Jobenomics predicts that 2012 will be a tough year for the US economy, unemployment, and business/jobs creation. The biggest bright spot is small business which, contrary to popular opinion, is now the engine of the American economy as discussed in an earlier Jobenomics article entitled, Small Business: The New “Big Dog”.
US Economy. From a Jobenomics perspective, there are three US economic scenarios: V, W, L (see: Economic Recovery Scenarios article). A V-shaped recovery occurs when the market rebounds after hitting bottom, and returns to its previous high. Eight out of nine US recoveries after a recession have been V-shaped. A W-shaped recovery, also known as a double-dip, happens when the economy rebounds, retreats, and rebounds again. W-shaped scenarios happened during the Great Depression and in the 1975 and 1982 era. An L-shaped recovery indicates a stagnant economy whereas a declining-L symbolizes a declining economy. Japan is undergoing a declining-L scenario for the last two decades. European economies in Greece, Portugal, Spain and Italy are declining to the point of potential economic collapse. As far as America, Jobenomics believes that an equal case can be made for each scenario and that the US economy could take very different paths depending on the American entrepreneurial spirit, leadership decisions, and how our country navigates future disruptions and crises.
2012 will be a pivotal year for the US economy. For 2012, Jobenomics assesses the following probabilities: 20% chance that the economy will improve, 30% that it will continue to muddle along, and 50% it will get worse, or perhaps much worse, depending on the severity of financial disruptions.
Our weakened economic situation makes America vulnerable. The past two years have been relatively free of major disruptions, which allowed our economy to grow, albeit very slowly. If a major event or multiple cascading events happen, a severe recession or a depression is plausible. Potential internal disruptions include: debt or deficit crisis at all levels of government, energy crisis, a wave of strategic defaults in the housing sector, unrest due to unemployment, as well as known and potential unknown “black swan” events, like 9/11. As far as external disruptions, the US economy is far more interdependent and vulnerable to foreign financial crises and conflicts than any time in recent history. Eurozone crisis, Iranian crisis, new wars and conflicts, terrorism and cyber attacks are all possible foreign disrupters.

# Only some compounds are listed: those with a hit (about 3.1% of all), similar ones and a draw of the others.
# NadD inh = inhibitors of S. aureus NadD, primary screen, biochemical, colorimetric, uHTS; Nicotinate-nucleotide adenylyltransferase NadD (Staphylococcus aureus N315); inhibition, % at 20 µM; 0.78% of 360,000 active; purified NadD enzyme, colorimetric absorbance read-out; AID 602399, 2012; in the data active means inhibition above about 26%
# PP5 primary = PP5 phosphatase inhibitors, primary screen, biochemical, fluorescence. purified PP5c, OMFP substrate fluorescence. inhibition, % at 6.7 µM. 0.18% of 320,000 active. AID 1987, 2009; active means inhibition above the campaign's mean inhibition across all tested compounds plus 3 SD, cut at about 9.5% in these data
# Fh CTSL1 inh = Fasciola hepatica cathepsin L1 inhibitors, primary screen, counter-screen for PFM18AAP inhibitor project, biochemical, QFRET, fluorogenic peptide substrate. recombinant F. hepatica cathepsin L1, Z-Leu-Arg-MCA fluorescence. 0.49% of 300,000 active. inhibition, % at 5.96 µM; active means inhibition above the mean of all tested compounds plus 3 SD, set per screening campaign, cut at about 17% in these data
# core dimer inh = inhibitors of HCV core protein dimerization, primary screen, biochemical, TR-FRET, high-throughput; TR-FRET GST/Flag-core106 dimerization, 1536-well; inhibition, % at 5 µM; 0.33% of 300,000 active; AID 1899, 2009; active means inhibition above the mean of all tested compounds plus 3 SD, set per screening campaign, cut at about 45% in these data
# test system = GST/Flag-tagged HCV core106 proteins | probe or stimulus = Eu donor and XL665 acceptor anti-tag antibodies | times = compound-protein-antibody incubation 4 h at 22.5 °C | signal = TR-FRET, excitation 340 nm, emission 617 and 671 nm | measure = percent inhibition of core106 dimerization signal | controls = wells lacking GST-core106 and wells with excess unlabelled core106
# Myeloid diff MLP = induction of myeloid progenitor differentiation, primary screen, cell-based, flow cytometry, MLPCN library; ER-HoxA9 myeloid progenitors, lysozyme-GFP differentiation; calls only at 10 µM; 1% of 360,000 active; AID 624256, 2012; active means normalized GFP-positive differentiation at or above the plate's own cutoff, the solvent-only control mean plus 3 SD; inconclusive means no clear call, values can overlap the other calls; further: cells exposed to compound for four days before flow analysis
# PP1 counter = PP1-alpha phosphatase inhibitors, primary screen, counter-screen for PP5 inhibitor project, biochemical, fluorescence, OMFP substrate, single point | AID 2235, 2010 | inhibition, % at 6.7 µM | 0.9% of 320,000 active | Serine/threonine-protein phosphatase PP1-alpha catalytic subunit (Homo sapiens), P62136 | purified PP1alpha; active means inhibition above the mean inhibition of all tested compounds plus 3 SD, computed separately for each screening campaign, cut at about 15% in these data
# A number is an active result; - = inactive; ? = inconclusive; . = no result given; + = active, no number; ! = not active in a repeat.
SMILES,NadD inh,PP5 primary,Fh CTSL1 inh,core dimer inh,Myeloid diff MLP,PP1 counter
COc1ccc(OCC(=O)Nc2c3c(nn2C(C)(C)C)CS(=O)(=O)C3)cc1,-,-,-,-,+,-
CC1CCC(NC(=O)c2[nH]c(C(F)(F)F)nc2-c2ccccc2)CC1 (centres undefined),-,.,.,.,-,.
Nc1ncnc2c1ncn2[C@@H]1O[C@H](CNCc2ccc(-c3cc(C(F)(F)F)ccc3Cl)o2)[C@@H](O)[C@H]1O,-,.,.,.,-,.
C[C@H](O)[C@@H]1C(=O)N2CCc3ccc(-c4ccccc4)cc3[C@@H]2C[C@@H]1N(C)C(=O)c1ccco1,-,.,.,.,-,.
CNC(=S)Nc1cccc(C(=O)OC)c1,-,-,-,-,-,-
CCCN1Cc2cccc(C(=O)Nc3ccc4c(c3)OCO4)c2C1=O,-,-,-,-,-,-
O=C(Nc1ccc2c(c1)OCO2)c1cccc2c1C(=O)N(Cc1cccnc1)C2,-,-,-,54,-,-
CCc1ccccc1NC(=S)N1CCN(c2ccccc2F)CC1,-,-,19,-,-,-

Unemployment. Jobenomics predicts that the “functional” unemployment rate of 35%, or 111 million US citizens who unemployed/underemployed/no longer looking will continue to rise as the middle-class erodes and the jobless exhaust their unemployment benefits and join those “not in the labor force” (see: 35% “Functionally” Unemployed Rate article). The “official” (U3) unemployment rate will likely increase to the 9% to 9.5% range, or even exceed 10% if a major financial disruption occurs. The primary reason for seeing unemployment increase rather decrease is due to America’s preoccupation with symptoms rather than the cure. Unemployment is a symptom. Employment, via business/job creation is the cure.
Business/Jobs creation. Jobenomics predicts that America will continue to produce only half of the jobs needed (see: Recent US Employment Trends) since it is preoccupied with top-down government and big business solutions. Since January 2010, small business is responsible for 99% of all new jobs created in the US (see: Small Business Produces 99% of Jobs). The US government sector will lose 3% of its workforce per year over the next five years for a total of 5.4 million lost jobs (see: 5 Million Government Layoffs Ahead?). US good-producing industries, dominated by large manufacturing and construction firms, may stabilize from their precipitous decline in recent years, but will produce few, if any, new private sector jobs in the near future (see: Manufacturing/Construction Forecast).
Engaging the American entrepreneurial spirit will be paramount to economic recovery regardless of scenario or outlook. The Jobenomics 20 by 20 Campaign plan calls for 20 million new private sector jobs by year 2020. 18 million are generated by small, emerging and self-employed businesses, 2 million from large US businesses, and zero growth in US federal, state and local government employment. Jobs creation will be dominated by the private sector service-providing industries that are dominated by small business.
Core to the Jobenomics concept is business creation with emphasis on small, emerging and self-employed businesses that are the engine of the US economy and principal employer of 70% of all American workers. To achieve the Jobenomics’ goal of 20 million new jobs by 2020, America needs to redirect its focus from government and big business solutions to small enterprise growth. As shown below, since the beginning of this decade, very small business (1-49 employees) have consistently produced the most jobs and weathered two recessions as well as small, medium and large businesses.